Although a remnant did eventually return to Jerusalem to rebuild its ruins, the people never experienced a sustained era of independence from foreign rule. Under Roman occupation, something occurred that was greater than the return of the Shekinah-Glory to the new temple under construction. "The Word became flesh and tabernacled among us, and we have seen his glory, the glory as of the only-begotten of the Father, full of grace and truth" (Jn 1:14).


The prophets had already been given a glimpse of this new world-wide temple "made without hands," especially in Ezekiel's vision (Ezek 43-46). Here, once and for all, forgiveness of sins would come to God's people "in one day" and the Spirit would fill all of them, making them witnesses to the ends of the earth. The typological sacrifices, rituals, and ceremonies of the temple would be fulfilled in the person and work of the messianic Son of David, who would unite in his person the offices of prophet, priest, and king.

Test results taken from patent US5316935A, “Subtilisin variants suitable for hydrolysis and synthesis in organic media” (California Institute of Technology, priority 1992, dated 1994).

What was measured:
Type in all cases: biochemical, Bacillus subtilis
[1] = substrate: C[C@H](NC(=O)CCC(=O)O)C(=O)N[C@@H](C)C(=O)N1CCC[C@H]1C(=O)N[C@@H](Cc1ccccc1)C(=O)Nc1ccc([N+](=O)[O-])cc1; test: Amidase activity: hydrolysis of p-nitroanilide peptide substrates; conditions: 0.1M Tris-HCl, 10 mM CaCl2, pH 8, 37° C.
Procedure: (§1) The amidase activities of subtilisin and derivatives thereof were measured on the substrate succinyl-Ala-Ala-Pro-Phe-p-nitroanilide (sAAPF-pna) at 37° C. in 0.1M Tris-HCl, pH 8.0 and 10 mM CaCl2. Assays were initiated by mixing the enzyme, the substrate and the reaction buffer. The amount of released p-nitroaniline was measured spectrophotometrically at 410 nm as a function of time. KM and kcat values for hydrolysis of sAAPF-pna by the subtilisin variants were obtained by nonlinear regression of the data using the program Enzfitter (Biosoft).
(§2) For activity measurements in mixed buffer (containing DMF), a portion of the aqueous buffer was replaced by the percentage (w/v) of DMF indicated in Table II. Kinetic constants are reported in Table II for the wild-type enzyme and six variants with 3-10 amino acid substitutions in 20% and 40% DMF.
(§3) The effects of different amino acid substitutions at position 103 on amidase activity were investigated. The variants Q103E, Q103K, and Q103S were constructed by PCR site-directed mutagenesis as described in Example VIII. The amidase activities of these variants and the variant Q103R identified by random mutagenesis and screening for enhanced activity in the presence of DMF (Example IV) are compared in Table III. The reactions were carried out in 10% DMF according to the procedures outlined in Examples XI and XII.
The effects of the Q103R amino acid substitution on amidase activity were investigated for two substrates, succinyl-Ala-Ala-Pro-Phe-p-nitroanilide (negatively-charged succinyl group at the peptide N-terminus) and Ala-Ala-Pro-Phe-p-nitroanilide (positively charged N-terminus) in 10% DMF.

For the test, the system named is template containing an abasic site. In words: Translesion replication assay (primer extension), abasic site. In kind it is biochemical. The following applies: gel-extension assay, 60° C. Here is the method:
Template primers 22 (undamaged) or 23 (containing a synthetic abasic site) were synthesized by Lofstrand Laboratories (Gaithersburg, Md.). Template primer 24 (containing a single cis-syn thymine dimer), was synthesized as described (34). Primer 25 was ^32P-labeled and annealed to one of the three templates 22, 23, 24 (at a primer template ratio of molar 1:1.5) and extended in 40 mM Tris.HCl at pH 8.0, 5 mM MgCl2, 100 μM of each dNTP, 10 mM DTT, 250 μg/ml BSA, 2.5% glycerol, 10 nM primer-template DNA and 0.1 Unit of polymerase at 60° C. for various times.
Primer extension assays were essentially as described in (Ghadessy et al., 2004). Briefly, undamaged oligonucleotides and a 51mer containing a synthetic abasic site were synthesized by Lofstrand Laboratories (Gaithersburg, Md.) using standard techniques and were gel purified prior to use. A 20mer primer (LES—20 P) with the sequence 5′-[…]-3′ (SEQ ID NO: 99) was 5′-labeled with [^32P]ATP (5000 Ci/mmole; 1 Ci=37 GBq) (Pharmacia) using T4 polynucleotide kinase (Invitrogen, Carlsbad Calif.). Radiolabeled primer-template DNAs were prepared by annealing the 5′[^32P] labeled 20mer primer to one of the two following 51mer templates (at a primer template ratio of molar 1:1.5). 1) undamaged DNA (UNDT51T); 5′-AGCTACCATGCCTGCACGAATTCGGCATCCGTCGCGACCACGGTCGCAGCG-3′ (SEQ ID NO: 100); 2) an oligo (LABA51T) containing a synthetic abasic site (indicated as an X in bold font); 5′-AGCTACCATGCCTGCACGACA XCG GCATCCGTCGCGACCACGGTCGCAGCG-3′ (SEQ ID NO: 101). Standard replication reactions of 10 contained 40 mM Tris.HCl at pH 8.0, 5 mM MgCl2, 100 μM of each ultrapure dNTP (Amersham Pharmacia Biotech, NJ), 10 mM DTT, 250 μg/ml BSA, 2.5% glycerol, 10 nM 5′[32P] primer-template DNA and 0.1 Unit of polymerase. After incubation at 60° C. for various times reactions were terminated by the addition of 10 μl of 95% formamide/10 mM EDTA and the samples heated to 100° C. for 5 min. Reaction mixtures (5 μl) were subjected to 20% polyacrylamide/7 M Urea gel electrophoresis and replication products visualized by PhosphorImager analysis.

So how can we climb Mount Zion? That becomes the key question of rabbinical theology after the remnant returned from exile, according to Levenson. Indeed, he adds, "For Jews, there is no greater voice than that of Sinai." Even after so clearly pointing out the sharp contrast between the unilateral promise of grace in the Abrahamic and Davidic covenants over against the conditional covenant of Sinai, Levenson maintains that that the messiah will come with "Israel's observance of the stipulations of Sinai...." The Sinai legacy, according to Levenson, rather than being the "schoolmaster" to lead us to Christ, is to be perpetually renewed by each generation. When the remnant returned from Babylon to rebuild Jerusalem, they saw themselves in exactly the same situation as their fathers at Mount Sinai, swearing the oath, "All this we will do." Levenson even notes that this is precisely where Judaism and the New Testament part ways: The former sees perpetual rededication to Sinai as the way to the resurrection of the righteous, while the latter sees the new covenant in Christ as rendering Sinai obsolete. "In fact, the Davidic theology is the origin of Jewish messianism and the christology of the church."


The Temple Made Flesh